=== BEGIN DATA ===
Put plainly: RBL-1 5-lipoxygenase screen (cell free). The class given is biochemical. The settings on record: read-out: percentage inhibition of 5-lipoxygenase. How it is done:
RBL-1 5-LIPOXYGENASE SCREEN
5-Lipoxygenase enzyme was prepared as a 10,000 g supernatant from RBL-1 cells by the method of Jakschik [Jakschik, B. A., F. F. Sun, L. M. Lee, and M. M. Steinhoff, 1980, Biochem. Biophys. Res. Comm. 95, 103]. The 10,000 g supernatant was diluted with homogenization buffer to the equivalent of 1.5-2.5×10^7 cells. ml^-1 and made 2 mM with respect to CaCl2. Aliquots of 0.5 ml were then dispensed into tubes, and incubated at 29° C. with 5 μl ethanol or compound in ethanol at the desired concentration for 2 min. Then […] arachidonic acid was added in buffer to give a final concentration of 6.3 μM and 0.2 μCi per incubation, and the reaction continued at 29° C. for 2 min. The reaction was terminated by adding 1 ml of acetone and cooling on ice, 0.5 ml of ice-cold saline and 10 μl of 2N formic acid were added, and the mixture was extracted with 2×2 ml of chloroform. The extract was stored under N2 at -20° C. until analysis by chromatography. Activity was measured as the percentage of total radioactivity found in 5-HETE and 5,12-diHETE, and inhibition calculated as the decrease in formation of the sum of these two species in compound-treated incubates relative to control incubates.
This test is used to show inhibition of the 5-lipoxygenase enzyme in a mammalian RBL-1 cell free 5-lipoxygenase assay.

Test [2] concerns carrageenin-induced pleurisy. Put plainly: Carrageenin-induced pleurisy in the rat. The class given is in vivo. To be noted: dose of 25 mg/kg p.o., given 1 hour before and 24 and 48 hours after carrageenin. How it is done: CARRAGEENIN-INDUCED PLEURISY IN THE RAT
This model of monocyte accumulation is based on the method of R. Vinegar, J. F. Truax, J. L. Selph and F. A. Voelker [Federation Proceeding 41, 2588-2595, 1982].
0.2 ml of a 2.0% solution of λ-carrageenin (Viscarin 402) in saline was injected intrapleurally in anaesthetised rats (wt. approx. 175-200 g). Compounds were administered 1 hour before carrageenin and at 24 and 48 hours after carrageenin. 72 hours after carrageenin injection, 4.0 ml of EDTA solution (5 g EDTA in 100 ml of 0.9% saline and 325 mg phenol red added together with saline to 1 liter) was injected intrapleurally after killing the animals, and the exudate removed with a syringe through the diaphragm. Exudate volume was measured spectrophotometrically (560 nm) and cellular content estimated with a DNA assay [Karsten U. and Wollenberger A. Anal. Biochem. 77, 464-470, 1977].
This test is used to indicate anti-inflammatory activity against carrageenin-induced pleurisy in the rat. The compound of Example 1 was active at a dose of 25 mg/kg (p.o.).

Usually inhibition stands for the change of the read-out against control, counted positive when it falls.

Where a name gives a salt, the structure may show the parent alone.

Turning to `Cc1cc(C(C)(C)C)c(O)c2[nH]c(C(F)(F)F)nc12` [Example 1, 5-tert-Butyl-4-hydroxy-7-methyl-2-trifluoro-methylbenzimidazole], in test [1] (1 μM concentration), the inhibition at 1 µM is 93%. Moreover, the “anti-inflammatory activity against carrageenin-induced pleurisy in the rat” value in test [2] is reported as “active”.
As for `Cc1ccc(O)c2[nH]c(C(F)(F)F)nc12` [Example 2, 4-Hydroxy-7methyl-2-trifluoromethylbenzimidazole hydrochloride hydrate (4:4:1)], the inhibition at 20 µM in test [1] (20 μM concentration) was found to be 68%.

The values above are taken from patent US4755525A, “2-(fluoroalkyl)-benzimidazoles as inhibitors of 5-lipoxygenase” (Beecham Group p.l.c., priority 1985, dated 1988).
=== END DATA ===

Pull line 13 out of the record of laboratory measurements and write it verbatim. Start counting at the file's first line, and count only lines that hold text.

The values above are taken from patent US4755525A, “2-(fluoroalkyl)-benzimidazoles as inhibitors of 5-lipoxygenase” (Beecham Group p.l.c., priority 1985, dated 1988).